Author Topic: Fiberfix Spoke  (Read 1946 times)

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Offline pmac

Fiberfix Spoke
« on: May 10, 2012, 02:22:40 pm »
Anybody ever use a fiberfix replacement spoke?  I'll be on a portion the GD this summer and I'm a little bit concerned about a rear wheel busted spoke on the drive side.  I think this should work as a temp measure for 50-100 miles, and maybe longer, without taking off the cassette, but I'm curious if anyone has real life experience with using one.

Offline staehpj1

Re: Fiberfix Spoke
« Reply #1 on: May 10, 2012, 02:26:51 pm »
No, but may I suggest just carrying a Unior cassette cracker and some real spokes.  The Unior is fairly cheap, weighs under an ounce, and works well.

Offline John Nelson

Re: Fiberfix Spoke
« Reply #2 on: May 10, 2012, 04:12:00 pm »
Yes, I've used them. In fact, I've used the same one three times. They work well. I've ridden as much as 80 miles at a time with one, but I always replace it with a real spoke when I get home. I find it helps to temporarily loosen the spokes on either side while you're putting it in. That helps with getting the FiberFix tight enough. Then you can retighten the spokes you temporarily loosened. It trues up the wheel really well.

Offline Wuwei

Re: Fiberfix Spoke
« Reply #3 on: May 10, 2012, 09:05:08 pm »
You can always get a 48-spoke wheel hand built and never have to worry about a broken spoke. Even if one does break, the wheel won't go out of true.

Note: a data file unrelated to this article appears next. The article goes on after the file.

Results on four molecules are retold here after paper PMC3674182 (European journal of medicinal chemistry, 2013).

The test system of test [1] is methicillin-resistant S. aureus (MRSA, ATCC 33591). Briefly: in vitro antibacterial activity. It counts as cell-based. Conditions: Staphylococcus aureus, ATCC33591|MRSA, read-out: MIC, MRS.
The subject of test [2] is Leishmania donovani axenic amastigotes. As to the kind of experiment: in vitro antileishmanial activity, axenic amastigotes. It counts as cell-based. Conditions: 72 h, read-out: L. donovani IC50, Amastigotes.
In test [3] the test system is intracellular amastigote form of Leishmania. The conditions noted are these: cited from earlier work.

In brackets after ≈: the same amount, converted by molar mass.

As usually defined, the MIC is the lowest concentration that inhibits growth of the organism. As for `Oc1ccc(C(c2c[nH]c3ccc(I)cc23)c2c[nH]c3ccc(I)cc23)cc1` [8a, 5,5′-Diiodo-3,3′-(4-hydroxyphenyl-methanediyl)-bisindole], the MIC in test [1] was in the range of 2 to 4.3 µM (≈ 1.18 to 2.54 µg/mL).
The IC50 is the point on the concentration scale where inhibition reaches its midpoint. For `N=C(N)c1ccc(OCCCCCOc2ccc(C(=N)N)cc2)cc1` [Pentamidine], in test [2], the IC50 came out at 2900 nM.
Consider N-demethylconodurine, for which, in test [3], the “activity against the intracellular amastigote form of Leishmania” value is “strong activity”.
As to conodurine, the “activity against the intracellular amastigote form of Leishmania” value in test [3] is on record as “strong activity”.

Offline staehpj1

Re: Fiberfix Spoke
« Reply #4 on: May 11, 2012, 07:20:14 am »
They work well. I've ridden as much as 80 miles at a time with one, but I always replace it with a real spoke when I get home.
I am a bit confused.  You have ridden 80 miles on one and you replace the spoke when you get home.  Do you mean when you get to the end of the day or have you not used one in the middle of a multi-day tour.

My feeling is that since it takes maybe 15 minutes to replace a broken spoke with a real one I'd just as soon just do that right off the bat.  Just one way to look at it though.  I personally tend to think the fiberfix might involve almost as much fiddling around as just replacing the spoke with a real one (which is really a pretty straight forward operation).

BTW, I've found that while building wheels it helps greatly to have exactly the correct sized spoke, but on every one of the bikes I have toured on it was possible to carry one sized spare that would work for all three spoke types on the bike.  They just need to be long enough to engage a few threads when replacing the longer spokes and not poke all the way to the tube when replacing the shorter ones.

Offline John Nelson

Re: Fiberfix Spoke
« Reply #5 on: May 11, 2012, 09:52:31 am »
I am a bit confused.  You have ridden 80 miles on one and you replace the spoke when you get home.  Do you mean when you get to the end of the day or have you not used one in the middle of a multi-day tour.
The latter.

Offline staehpj1

Re: Fiberfix Spoke
« Reply #6 on: May 11, 2012, 10:27:42 am »
I am a bit confused.  You have ridden 80 miles on one and you replace the spoke when you get home.  Do you mean when you get to the end of the day or have you not used one in the middle of a multi-day tour.
The latter.
Thanks for clarifying.